I thank my hon. Friend for that fine reply and look forward to seeing that work in action. I am proud to support the Government in their steps to increase the representation of women in Parliament and to give local communities more power to shape their future. What steps is the Minister taking to encourage women to stand for their local councils?
I welcome my hon. Friend to her place and as the new chair of the all-party group for women in Parliament. How can we get more women to be local councillors? I know that my hon. Friend served as a local councillor, as have many colleagues across the House, and she will know that women are under-represented on local councils, making up only 31.7% of members. That is why schemes such as the Be a Councillor campaign, which has been run by the Local Government Association since 2012, are important. We want to encourage new candidates from all walks of life to come forward and represent their local community.
Despite the lauded progress that is apparently being made, only 26% of 110 Government posts are occupied by women. Does the Minister agree that it would be a fine time to follow the example of the Scottish Government and persuade the Prime Minister to create a gender-balanced Cabinet?
We have made enormous progress on that and a third of the Cabinet is now female. I do not like the idea of quotas—I may speak for myself on that—and I do not like anybody thinking that the women in Parliament or in our Cabinet are there only because we took men out of the equation. We know that all women in Parliament and in our Cabinet are there under their own merits.
Education (Equal Treatment)
The Equality Act 2010 prohibits educational institutions from treating girls as second class in the quality or choice of their education. My Department—the Department for Education—takes seriously its responsibilities under the Act. We consider equality when deciding whether to open new schools and they are held to account through a rigorous inspection once they are open.
Does the Secretary of State not agree that there is a worrying tendency, certainly in some of the schools that I have visited up and down the country? I believe that separate is never equal, and separate education for girls in many faith schools is seen as important. I disagree. What does she think about it?
In co-educational schools, our expectation is that boys and girls will be taught together. There may be limited practical exceptions to that, such as elements of sex and relationship education or PE, and there may be situations when there is a genuine educational benefit. I should also point out that, as we showed in Birmingham last year, we will always respond swiftly and decisively to tackle those unacceptable practices if we discover them.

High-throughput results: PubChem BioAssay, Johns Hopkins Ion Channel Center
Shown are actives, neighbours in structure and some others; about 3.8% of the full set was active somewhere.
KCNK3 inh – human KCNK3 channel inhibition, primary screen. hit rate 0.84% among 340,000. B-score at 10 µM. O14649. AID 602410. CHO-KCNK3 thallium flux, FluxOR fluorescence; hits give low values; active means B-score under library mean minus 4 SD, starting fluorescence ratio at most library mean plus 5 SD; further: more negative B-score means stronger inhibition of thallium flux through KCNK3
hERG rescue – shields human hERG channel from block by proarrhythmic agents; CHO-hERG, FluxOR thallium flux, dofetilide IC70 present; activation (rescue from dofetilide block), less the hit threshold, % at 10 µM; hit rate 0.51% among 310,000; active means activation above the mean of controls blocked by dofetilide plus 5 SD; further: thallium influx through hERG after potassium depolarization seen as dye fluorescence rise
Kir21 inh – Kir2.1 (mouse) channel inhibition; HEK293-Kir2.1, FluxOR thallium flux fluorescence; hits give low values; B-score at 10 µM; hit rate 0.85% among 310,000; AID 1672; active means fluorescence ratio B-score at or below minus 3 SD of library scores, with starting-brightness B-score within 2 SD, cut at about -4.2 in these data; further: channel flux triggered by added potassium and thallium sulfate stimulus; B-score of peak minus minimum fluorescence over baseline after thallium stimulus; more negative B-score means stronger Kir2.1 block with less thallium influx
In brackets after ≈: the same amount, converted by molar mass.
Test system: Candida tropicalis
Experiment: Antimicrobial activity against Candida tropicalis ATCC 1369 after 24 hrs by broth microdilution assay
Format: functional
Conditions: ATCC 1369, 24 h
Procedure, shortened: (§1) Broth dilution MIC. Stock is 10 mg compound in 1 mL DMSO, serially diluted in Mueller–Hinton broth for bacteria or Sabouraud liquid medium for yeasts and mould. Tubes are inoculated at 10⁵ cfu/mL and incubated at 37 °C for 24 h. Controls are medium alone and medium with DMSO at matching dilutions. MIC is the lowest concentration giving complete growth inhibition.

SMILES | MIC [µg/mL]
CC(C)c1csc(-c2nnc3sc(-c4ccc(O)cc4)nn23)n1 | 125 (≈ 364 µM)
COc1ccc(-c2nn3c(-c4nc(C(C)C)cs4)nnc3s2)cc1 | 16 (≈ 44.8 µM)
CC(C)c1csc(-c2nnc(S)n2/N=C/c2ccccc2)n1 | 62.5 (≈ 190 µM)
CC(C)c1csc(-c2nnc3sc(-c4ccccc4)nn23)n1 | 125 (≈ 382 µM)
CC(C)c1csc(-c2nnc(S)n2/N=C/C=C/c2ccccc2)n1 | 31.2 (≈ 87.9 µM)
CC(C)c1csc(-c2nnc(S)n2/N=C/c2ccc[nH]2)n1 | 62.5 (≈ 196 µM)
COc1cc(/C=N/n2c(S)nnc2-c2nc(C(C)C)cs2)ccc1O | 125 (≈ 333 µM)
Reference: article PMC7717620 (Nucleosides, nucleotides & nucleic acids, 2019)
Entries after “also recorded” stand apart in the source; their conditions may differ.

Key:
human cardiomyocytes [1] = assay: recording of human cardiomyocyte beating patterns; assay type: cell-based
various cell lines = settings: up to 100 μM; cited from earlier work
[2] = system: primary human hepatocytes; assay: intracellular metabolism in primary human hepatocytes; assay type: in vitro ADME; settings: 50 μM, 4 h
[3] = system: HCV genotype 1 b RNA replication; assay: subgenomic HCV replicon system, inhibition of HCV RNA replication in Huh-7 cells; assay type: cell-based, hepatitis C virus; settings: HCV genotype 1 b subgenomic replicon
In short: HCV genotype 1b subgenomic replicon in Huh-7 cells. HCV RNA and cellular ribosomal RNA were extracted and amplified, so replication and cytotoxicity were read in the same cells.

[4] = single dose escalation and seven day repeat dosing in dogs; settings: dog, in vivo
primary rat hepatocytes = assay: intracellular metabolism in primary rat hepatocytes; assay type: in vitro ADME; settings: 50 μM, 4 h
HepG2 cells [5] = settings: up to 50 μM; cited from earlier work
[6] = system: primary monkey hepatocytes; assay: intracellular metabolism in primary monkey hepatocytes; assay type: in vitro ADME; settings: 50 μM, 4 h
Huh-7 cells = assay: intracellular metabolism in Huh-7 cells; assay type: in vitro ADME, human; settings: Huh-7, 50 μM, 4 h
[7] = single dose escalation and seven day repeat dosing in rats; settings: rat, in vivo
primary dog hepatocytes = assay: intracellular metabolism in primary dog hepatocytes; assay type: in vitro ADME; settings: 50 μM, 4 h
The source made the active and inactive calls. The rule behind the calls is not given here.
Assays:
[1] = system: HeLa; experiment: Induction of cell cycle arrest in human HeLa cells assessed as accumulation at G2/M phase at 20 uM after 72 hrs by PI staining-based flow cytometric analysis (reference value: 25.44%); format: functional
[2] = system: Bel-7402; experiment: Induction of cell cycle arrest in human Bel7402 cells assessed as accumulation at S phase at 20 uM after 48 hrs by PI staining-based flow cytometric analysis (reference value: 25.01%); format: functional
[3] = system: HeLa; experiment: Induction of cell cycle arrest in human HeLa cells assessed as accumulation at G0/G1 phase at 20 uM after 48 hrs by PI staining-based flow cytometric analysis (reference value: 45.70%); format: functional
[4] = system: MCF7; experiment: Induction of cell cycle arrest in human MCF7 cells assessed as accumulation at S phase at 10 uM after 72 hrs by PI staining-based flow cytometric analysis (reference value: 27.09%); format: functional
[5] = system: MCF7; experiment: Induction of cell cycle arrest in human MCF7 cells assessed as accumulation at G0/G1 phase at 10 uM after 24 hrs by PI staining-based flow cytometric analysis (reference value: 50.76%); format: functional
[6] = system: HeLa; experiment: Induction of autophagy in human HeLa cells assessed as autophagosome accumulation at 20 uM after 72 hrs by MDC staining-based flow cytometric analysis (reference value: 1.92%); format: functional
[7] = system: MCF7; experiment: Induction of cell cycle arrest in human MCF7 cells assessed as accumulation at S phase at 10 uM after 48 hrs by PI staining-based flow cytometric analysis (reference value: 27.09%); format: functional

Access to Jobs (Disabled People)
Some 3.2 million working-age disabled people are in work, an increase of 238,000 in the past year, which demonstrates the success of our policies. We are building on that by launching specialist employment ability support, expanding the Disability Confident campaign, extending Work Choice and expanding the use of our Access to Work mental health support service.
During the last Parliament, the Government callously closed the Remploy factories, casting thousands of disabled people out of work. Less than 50% of those people are back in work—many grappling with short-time hours and low pay. What is the Minister doing to improve those horrendously unacceptable figures?
Some 1,190 of the 1,537 former employees have already found work; 875 are being supported by a personal case worker; and additional support will remain in place, as is the case for anybody with a disability. I celebrate the fact that 650 disabled people a day over the past 12 months were able to find work.
Does the Minister agree that we have a challenge in ensuring equality of opportunity in employment for people with mental health conditions, and that the Disability Confident campaign has made an excellent start? Will he consider attending the Disability Confident campaign roadshow that I plan to organise in my constituency?
My wife and I would be delighted to support my hon. Friend’s event in North Devon. Mental health is incredibly important. We spent £42 million in the Budget on a series of pilot schemes for telephone, group and face-to-face support. We have provided funding for an extra 40,000 people to receive cognitive behavioural therapy. Through the Access to Work scheme, we are helping 1,500 people, with a 92% retention rate.